MERAJI: The next song giving us life comes from a listener in Germantown, Md. Her name is Zina Renicke (ph). It's called "You're Not The Only One" by Third World, featuring Damian Marley.

ZINA RENICKE: We've been in stay-at-home orders here in Maryland since the middle of March. And I've had highs and lows depending on the hour sometimes. And sometimes I'll just have to put this song on...


THIRD WORLD: Yeah, now welcome to Third World.

RENICKE: ...And listen to the refrain - if you're out there somewhere feeling lonely, you're not the only one.


THIRD WORLD: (Singing) Feeling lonely, you're not the only one.

RENICKE: And it somehow seems to lift my spirits and make me feel connected to the people who are outside of my house who I can't really see these days.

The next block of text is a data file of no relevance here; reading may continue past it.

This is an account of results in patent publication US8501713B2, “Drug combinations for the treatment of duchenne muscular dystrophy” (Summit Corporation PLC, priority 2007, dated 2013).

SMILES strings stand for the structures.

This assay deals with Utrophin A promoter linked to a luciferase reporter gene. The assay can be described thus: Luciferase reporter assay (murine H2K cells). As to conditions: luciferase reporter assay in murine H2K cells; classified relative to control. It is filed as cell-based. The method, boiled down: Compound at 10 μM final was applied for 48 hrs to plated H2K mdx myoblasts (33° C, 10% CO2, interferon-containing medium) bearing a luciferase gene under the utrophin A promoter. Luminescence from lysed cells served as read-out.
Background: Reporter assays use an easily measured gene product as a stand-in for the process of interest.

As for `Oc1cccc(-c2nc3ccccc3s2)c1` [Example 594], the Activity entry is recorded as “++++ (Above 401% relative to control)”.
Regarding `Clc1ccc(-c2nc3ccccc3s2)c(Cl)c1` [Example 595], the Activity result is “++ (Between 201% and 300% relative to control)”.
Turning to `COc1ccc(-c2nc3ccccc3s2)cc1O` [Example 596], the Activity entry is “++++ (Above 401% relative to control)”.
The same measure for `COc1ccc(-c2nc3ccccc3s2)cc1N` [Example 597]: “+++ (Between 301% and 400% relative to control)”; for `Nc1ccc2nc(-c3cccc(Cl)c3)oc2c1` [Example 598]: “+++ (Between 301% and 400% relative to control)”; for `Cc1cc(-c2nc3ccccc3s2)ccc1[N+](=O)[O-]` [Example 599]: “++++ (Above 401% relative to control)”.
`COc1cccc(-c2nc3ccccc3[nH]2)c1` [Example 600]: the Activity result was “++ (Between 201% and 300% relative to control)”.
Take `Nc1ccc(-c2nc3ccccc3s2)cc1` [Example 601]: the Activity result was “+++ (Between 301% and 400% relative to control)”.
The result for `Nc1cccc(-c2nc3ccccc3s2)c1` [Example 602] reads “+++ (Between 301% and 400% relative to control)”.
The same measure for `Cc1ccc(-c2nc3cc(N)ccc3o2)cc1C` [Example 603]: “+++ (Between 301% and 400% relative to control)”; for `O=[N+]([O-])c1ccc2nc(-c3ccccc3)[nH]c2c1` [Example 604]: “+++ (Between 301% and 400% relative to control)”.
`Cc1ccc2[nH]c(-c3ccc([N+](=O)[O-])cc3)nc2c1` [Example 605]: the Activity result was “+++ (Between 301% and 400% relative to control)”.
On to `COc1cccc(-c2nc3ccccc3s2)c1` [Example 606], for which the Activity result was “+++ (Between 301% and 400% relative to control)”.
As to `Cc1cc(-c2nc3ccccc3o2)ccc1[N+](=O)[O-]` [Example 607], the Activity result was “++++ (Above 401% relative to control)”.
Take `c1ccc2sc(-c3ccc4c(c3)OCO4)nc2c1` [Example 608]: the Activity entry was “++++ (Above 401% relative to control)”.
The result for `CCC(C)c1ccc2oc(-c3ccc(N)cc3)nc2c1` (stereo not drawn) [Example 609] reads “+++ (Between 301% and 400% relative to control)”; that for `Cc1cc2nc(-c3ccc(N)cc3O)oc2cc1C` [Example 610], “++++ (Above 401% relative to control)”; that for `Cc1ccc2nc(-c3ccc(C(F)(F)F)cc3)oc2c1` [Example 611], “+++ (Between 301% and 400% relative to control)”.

DEMBY: Yes. I think a lot of us can empathize with what Zina's going through 'cause we're all quarantining. We're not seeing anybody. So if you feel like you're alone, you're not the only one. Even though we can't go through it in the same room, I'll bet a lot of us are feeling that very same thing.

MERAJI: Speaking of which, Gene, you know I miss being with - being together with in an office with besides Kumari, Karen and Dianne because I love them and I miss them very much? But my friend and office mate Sam Sanders, I miss him. I miss the fact that he doesn't wear shoes around the office, which used to be something that offended me and I did not like it. But he does have an extensive cute sock collection (laughter)...

DEMBY: Yes, he does have extensive...

MERAJI: ...That he walks around the office in.